Prostate cancer is the most commonly diagnosed male malignancy in the US with an estimated 33% of all
new male cancer diagnoses and 9% of all cancer deaths in 2006. Progress in finding reproducible prostate
cancer risk variants has been slow even though family and twin studies show that there is a significant
genetic component to the disease.
Using a combination of linkage and association analysis, we identified a common genetic variant on
chromosome 8q24 that is significantly associated with an increased risk of prostate cancer. Importantly, we
have replicated our findings in two populations of European origin and one African American. The variant
explains about 8% of prostate cancer risk in populations of European ancestry but up to 16% of the risk in
African Americans and may partly explain the higher incidence of prostate cancer in this group. Our findings
have now been replicated in Japanese American, Native Hawaiian, Latino American and European
American prostate cancer case-control series lending additional support to the presence of risk variants in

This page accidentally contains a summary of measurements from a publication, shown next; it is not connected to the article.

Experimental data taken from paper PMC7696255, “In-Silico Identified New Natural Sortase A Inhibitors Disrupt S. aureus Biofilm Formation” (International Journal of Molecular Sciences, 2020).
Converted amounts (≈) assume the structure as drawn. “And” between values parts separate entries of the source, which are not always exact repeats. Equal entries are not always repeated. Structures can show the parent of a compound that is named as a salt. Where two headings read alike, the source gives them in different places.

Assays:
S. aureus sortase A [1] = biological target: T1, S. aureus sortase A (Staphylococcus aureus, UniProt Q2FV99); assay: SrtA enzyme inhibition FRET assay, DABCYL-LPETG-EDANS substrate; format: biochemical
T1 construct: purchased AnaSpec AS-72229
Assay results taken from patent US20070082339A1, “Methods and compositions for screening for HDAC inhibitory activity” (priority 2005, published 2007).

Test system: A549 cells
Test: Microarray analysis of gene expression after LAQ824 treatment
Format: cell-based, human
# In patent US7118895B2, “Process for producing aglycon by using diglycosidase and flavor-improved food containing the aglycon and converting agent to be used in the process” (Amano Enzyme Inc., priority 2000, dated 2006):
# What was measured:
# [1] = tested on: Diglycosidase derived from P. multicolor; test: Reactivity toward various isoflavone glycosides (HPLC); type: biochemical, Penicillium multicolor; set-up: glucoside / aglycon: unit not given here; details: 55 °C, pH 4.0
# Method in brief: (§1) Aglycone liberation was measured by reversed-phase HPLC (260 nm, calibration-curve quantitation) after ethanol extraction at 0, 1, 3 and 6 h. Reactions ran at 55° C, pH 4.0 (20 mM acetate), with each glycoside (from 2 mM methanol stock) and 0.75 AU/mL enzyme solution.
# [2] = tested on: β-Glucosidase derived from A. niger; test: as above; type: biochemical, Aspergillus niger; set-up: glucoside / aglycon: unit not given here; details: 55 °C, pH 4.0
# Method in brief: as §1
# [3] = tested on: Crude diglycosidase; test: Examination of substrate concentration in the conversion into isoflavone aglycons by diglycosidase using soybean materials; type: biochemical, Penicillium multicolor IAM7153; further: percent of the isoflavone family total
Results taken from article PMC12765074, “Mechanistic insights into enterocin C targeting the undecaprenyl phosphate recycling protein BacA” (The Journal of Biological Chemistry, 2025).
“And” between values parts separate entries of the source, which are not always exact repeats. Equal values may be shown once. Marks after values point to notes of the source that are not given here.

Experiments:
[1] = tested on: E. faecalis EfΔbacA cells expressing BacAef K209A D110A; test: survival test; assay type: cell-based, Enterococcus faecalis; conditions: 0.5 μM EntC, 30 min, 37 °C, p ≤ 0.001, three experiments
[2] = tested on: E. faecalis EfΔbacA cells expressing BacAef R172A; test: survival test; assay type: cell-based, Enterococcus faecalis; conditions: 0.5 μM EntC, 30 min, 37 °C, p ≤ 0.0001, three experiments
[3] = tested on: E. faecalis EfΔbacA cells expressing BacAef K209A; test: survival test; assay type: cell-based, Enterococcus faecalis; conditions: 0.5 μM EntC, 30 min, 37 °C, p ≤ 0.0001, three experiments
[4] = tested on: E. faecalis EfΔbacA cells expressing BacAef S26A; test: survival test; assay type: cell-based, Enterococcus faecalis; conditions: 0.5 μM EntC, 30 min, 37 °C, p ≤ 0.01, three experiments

this region that are important in a wide spectrum of populations.
The association signal is located within a linkage disequilibrium block on Chr8q24. This genomic region
contains no known genes but is frequently gained or amplified in prostate cancer as well as other cancer
types. To delineate the functional consequences of carrying the at risk variant(s) we propose to thoroughly
analyze a 2 Mb region on Chr8q24 centered on the genomic region containing the markers that associate
significantly to prostate cancer. We will use several complementary high-resolution array based technologies
to uncover transcripts, copy number variants and methylated sites in the Chr8q24 region and relate these to
the prostate cancer risk variant(s). We thus propose to take the first steps towards identifying the underlying
functional prostate cancer risk factor on Chr8q24 and begin to explain why carriers are at an increased risk
of developing prostate cancer.
A better understanding of the prostate cancer risk factor on Chr8q24 is important for several reasons.
First, it will increase our knowledge of how possibly minor differences in normal cellular physiology can over
time lead to prostate cancer. Second, this information may unveil new cellular mechanisms that affect
predisposition to prostate cancer and possibly other cancer types. Last, but not least, increased knowledge
about the functional aspects of predisposition to prostate cancer may lead to the development of new
methods for diagnosing and treating the disease.
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